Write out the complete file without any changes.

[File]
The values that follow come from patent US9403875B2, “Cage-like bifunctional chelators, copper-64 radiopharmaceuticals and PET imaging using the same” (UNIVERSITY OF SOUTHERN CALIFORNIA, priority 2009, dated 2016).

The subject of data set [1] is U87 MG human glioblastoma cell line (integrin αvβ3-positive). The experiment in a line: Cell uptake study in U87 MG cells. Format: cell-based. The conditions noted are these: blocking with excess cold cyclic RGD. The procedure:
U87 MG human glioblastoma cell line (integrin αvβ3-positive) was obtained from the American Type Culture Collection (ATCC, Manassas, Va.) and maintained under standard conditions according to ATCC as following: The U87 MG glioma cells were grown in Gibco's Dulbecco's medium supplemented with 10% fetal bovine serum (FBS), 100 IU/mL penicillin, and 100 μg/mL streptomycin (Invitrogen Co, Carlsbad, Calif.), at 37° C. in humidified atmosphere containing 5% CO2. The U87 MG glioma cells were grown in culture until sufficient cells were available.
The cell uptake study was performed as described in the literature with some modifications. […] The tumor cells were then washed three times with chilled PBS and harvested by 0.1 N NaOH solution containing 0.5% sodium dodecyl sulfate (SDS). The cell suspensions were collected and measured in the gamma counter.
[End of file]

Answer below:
The values that follow come from patent US9403875B2, “Cage-like bifunctional chelators, copper-64 radiopharmaceuticals and PET imaging using the same” (UNIVERSITY OF SOUTHERN CALIFORNIA, priority 2009, dated 2016).

The subject of data set [1] is U87 MG human glioblastoma cell line (integrin αvβ3-positive). The experiment in a line: Cell uptake study in U87 MG cells. Format: cell-based. The conditions noted are these: blocking with excess cold cyclic RGD. The procedure:
U87 MG human glioblastoma cell line (integrin αvβ3-positive) was obtained from the American Type Culture Collection (ATCC, Manassas, Va.) and maintained under standard conditions according to ATCC as following: The U87 MG glioma cells were grown in Gibco's Dulbecco's medium supplemented with 10% fetal bovine serum (FBS), 100 IU/mL penicillin, and 100 μg/mL streptomycin (Invitrogen Co, Carlsbad, Calif.), at 37° C. in humidified atmosphere containing 5% CO2. The U87 MG glioma cells were grown in culture until sufficient cells were available.
The cell uptake study was performed as described in the literature with some modifications. […] The tumor cells were then washed three times with chilled PBS and harvested by 0.1 N NaOH solution containing 0.5% sodium dodecyl sulfate (SDS). The cell suspensions were collected and measured in the gamma counter.